Meanwhile, it makes sense to wonder: What can’t people just buy e-books? Of course, that’s a solution in some cases, but while reports of e-books taking over the industry swamped publications some years back, paper books remain all the rage and are dominant. In fact, e-books hit their high-water mark in 2013 but print has been taking market share back ever since, says McLean.
Another problem: North American paper markets aren’t exactly a happy industry right now. Mills that remain open have switched up to 40 percent of some machines’ capacity from paper to packaging grades (such as the material for boxes), according to Quad, one of the few major American printing companies left.
Speaking of printing, there’s a reason that so many books are taking a longer-than-planned cargo ship cruise: the full-color glossy cookbooks and gift books that are popular for holiday gift giving can only be printed overseas. There aren’t any printing plants that can churn the beauties out in the United States.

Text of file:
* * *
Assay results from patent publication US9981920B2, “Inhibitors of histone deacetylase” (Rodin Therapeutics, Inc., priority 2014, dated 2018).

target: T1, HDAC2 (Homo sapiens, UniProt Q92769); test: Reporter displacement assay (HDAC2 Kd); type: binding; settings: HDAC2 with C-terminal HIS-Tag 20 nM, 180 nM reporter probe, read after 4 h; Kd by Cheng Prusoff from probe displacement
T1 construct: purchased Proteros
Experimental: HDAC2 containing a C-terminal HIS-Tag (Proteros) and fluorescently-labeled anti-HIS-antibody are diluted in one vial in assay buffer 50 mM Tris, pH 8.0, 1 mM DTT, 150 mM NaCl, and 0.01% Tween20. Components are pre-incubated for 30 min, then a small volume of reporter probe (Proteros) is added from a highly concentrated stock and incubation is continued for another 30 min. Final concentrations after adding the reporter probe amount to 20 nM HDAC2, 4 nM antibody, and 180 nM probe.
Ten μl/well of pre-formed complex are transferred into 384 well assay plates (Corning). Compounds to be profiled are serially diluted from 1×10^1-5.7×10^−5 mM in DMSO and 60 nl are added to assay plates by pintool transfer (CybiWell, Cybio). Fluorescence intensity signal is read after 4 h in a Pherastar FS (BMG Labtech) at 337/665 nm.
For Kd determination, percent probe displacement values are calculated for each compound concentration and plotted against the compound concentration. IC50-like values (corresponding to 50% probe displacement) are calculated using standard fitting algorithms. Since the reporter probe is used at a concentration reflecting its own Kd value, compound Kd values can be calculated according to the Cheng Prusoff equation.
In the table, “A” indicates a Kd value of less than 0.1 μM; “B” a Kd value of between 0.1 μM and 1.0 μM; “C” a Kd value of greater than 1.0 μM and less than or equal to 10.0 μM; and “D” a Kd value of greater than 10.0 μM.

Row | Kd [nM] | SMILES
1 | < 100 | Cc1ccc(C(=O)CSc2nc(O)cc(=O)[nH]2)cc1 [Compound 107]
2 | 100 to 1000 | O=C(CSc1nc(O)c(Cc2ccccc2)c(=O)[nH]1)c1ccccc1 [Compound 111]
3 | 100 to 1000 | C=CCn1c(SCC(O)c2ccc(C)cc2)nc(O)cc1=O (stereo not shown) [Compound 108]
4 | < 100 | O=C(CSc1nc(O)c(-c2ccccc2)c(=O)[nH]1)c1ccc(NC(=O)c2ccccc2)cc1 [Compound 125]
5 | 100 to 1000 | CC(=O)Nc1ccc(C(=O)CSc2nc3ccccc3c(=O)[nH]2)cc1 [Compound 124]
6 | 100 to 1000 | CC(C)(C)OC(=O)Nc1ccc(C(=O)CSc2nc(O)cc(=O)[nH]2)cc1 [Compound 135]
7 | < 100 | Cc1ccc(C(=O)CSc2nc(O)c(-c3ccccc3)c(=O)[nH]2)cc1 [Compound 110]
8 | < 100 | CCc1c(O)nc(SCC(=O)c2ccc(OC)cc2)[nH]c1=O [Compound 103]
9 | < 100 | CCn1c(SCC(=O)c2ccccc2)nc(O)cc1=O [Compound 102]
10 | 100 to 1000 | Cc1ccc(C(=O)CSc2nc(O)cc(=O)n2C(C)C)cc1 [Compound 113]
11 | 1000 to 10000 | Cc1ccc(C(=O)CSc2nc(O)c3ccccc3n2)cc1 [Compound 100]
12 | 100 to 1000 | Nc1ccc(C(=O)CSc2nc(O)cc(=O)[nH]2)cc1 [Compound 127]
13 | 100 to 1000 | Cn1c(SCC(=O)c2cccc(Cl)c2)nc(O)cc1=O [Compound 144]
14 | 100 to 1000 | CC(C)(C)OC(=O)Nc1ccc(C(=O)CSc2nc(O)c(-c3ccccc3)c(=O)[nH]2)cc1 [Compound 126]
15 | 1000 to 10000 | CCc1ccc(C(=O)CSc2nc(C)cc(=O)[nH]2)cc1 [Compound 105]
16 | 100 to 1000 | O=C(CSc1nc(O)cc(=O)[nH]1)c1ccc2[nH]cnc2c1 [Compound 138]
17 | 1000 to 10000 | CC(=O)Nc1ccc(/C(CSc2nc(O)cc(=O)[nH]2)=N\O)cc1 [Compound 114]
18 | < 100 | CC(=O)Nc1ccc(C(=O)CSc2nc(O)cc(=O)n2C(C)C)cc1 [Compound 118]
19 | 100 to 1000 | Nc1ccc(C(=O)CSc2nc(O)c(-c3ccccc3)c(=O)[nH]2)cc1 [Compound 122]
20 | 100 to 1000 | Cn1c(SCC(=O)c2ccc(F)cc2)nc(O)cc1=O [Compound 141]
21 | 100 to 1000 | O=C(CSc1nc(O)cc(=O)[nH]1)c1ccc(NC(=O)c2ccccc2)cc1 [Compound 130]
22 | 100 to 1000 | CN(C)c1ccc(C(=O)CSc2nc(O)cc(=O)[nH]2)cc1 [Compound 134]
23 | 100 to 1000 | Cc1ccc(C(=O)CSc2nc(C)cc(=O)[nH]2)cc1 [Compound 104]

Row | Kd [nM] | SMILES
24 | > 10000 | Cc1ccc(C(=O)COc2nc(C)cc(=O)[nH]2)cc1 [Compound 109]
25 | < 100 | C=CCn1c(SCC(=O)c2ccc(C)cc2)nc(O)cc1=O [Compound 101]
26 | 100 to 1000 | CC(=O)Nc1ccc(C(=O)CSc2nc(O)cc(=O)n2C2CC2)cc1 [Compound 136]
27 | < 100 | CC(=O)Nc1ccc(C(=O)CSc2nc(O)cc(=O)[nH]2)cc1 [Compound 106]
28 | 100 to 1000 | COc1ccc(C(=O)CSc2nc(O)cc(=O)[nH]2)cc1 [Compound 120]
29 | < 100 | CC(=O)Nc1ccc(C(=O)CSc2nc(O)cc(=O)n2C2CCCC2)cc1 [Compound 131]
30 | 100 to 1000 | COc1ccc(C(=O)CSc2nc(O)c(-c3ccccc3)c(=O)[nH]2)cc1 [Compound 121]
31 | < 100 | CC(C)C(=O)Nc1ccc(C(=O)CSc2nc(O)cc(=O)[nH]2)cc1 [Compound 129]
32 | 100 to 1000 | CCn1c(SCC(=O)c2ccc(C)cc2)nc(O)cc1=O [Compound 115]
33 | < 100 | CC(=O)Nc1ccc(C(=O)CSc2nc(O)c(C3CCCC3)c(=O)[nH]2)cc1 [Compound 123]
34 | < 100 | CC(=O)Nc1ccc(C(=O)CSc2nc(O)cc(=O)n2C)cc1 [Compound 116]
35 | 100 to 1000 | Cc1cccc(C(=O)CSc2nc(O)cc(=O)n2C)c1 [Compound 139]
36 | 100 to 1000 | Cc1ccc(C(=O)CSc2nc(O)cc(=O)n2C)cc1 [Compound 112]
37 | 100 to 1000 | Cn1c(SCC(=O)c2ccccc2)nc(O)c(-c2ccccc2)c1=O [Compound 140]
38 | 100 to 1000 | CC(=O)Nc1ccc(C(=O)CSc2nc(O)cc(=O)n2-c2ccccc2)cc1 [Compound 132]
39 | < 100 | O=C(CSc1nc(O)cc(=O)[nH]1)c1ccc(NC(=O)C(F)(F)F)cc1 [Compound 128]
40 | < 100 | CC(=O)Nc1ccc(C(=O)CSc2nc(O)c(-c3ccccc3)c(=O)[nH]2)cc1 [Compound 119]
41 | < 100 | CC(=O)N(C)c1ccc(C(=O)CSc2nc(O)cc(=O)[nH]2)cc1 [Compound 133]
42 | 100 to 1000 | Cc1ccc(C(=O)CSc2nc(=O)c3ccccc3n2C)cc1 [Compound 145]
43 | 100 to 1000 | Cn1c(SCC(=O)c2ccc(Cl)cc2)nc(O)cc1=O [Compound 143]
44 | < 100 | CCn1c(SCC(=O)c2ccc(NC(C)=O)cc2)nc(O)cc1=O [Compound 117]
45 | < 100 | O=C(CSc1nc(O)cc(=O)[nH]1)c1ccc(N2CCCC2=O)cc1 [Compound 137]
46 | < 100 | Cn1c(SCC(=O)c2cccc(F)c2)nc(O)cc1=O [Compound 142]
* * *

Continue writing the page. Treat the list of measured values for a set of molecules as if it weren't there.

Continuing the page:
Though there are exceptions, the timeline for new titles generally has publishers sending final files to the printers three months before the pub date, with printing and binding taking place two months out, and “then you want to try and get the inventory into the supply chain somewhere between four and six weeks before on sale,” says O’Leary. And the schedule is even tighter for mass market paperbacks, which have their own distribution programs.
A ghosting story